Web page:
Truckee drain art project aims to limit stormwater pollution |

Truckee drain art project aims to limit stormwater pollution

As seen Wednesday afternoon, Todd Tanis' storm drain mural — a stylized river scene, with water flowing into the grate — nears completion.
Margaret Moran / Sierra Sun |

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TRUCKEE, Calif. — With paintbrush in hand, local artist Todd Tanis worked this week in downtown Truckee on a mural that aims to remind everyone to protect the environment.

Sponsored by the town of Truckee, Tanis is painting the storm drain at the corner of Donner Pass Road and Spring Street.

“(It’s) to provide a creative solution for informing residents about the connection between the storm drains and the waterways,” said Drew Jack, engineering technician for the town. “The storm drain system does not filter stormwater unlike the sanitary sewer, which treats water before it is released, so anything that is dumped into the stormdrain eventually dumps directly into our local lakes and rivers.”

Stormwater pollution occurs when rain or snowmelt flows over the ground picking up debris, chemicals, dirt and other pollutants, which then flows directly into the storm sewer system without being treated, according to the town

Tanis’ mural — a stylized river scene, with water flowing into the drain — used environmentally friendly primer, acrylic paint and sealer to illustrate the message.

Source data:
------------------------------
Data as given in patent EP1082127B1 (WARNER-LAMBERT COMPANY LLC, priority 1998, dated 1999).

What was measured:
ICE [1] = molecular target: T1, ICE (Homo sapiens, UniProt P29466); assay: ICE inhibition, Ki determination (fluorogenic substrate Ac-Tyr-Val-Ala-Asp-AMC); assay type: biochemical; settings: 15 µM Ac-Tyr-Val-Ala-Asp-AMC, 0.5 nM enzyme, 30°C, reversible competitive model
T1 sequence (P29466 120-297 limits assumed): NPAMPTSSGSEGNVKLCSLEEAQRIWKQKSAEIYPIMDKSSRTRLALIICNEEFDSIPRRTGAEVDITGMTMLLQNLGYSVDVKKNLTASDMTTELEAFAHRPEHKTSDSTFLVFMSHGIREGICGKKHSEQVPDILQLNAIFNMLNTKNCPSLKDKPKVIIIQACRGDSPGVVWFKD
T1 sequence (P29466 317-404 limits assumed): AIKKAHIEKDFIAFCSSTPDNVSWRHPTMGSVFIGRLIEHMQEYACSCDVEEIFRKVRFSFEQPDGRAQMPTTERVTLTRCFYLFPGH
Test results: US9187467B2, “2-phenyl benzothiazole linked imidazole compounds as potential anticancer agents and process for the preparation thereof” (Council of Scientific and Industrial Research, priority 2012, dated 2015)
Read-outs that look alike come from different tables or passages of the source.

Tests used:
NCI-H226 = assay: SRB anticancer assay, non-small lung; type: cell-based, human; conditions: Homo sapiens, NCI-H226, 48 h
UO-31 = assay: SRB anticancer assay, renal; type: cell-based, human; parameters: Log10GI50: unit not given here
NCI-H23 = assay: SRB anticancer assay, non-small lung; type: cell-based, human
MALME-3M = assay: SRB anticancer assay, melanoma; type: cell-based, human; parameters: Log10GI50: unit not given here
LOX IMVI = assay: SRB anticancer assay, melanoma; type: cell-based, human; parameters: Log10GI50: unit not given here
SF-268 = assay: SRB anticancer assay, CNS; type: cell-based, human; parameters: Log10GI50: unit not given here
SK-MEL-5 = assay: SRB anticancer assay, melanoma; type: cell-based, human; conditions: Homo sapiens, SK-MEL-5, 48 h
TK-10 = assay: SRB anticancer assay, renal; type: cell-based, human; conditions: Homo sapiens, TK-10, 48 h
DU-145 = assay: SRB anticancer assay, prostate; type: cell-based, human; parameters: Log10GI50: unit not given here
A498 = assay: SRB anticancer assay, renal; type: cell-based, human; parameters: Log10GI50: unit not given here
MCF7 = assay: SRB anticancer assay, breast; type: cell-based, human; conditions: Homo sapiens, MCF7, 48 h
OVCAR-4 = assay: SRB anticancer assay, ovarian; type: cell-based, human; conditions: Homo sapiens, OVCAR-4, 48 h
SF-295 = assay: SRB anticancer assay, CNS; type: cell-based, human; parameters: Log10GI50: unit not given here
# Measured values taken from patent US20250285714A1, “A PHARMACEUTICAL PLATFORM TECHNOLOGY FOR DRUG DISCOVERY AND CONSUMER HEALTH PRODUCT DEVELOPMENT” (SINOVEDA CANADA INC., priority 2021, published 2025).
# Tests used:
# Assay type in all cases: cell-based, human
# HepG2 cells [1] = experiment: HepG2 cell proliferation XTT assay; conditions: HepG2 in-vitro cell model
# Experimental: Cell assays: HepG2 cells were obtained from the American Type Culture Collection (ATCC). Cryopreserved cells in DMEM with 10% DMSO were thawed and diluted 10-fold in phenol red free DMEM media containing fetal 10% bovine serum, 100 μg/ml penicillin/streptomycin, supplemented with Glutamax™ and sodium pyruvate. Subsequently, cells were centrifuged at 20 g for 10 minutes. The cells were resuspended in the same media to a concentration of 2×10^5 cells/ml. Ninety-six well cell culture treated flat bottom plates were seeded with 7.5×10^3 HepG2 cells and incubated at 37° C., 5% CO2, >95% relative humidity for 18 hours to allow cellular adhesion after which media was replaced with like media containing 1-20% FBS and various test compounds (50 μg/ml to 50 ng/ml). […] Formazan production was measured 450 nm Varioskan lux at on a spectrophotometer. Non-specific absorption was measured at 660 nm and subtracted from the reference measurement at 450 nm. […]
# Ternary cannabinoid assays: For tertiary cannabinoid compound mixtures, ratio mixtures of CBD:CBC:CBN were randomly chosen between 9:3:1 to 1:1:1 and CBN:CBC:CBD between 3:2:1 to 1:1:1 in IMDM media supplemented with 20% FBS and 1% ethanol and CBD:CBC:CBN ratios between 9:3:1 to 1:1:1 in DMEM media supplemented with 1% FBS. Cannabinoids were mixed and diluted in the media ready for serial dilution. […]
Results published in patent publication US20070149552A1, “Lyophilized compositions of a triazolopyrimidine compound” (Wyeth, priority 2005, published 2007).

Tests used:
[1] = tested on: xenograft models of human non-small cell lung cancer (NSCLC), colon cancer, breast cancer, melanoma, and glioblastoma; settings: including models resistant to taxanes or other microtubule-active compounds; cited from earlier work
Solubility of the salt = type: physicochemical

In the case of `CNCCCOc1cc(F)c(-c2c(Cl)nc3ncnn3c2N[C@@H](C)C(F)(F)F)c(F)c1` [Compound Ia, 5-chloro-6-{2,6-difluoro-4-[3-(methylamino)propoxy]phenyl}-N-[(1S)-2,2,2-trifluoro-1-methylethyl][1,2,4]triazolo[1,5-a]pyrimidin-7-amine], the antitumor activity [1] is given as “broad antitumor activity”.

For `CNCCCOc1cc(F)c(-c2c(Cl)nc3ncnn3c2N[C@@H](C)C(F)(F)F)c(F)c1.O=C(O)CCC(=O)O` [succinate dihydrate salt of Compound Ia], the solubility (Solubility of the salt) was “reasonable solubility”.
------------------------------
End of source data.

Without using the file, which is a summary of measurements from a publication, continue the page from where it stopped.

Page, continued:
“The spirit of this mural is one of interconnection,” said Tanis, a Truckee resident. “The Truckee River is 121 miles long and connects Lake Tahoe to Pyramid Lake. The message reminds us to keep our waterways clean for the fish and wildlife that abound in the river below this storm drain.

“It also reminds those who live upstream that their actions affect us here, down below.”

In March, a review committee made up of town and Sierra Watershed Education Partnerships members selected Tanis’ design from roughly six proposals, based on it conveying in an easy to interpret and visually appealing way that we all live downstream, Jack said.

“An artist takes a risk in creating public art and, to me, this project will be successful if it elevates a sense of community, an appreciation of nature and/or inspires people to be creative,” Tanis said.

The town will compensate Tanis $1,000 upon completion, an amount that will go toward covering materials and labor, Tanis said.

Funding is coming from a CalRecycle grant awarded to the town of Truckee’s Solid Waste and Recycling Department to raise awareness about recycling used oil, Jack said.

The mural, scheduled to be complete in time for the July 23 Truckee Thursdays, will be on display until erased by the elements and road operations.

“The paint will eventually fade, but hopefully the message it seeks to convey will remain untarnished,” Jack said.

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